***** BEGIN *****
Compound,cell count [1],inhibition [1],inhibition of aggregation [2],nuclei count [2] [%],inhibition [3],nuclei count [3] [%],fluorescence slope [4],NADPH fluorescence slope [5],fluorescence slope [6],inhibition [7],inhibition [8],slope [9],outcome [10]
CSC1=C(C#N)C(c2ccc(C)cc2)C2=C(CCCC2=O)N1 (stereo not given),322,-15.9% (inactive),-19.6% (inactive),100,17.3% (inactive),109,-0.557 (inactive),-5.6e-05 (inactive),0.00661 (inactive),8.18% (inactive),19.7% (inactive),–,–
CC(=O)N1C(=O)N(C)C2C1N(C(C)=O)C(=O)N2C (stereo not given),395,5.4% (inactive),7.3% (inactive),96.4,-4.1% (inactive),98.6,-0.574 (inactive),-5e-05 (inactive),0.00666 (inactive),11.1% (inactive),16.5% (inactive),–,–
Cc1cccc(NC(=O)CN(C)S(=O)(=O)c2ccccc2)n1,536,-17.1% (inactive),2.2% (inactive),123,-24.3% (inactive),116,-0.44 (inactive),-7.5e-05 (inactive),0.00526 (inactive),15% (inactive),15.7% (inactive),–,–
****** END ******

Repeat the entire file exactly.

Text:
Compound,cell count [1],inhibition [1],inhibition of aggregation [2],nuclei count [2] [%],inhibition [3],nuclei count [3] [%],fluorescence slope [4],NADPH fluorescence slope [5],fluorescence slope [6],inhibition [7],inhibition [8],slope [9],outcome [10]
CSC1=C(C#N)C(c2ccc(C)cc2)C2=C(CCCC2=O)N1 (stereo not given),322,-15.9% (inactive),-19.6% (inactive),100,17.3% (inactive),109,-0.557 (inactive),-5.6e-05 (inactive),0.00661 (inactive),8.18% (inactive),19.7% (inactive),–,–
CC(=O)N1C(=O)N(C)C2C1N(C(C)=O)C(=O)N2C (stereo not given),395,5.4% (inactive),7.3% (inactive),96.4,-4.1% (inactive),98.6,-0.574 (inactive),-5e-05 (inactive),0.00666 (inactive),11.1% (inactive),16.5% (inactive),–,–
Cc1cccc(NC(=O)CN(C)S(=O)(=O)c2ccccc2)n1,536,-17.1% (inactive),2.2% (inactive),123,-24.3% (inactive),116,-0.44 (inactive),-7.5e-05 (inactive),0.00526 (inactive),15% (inactive),15.7% (inactive),–,–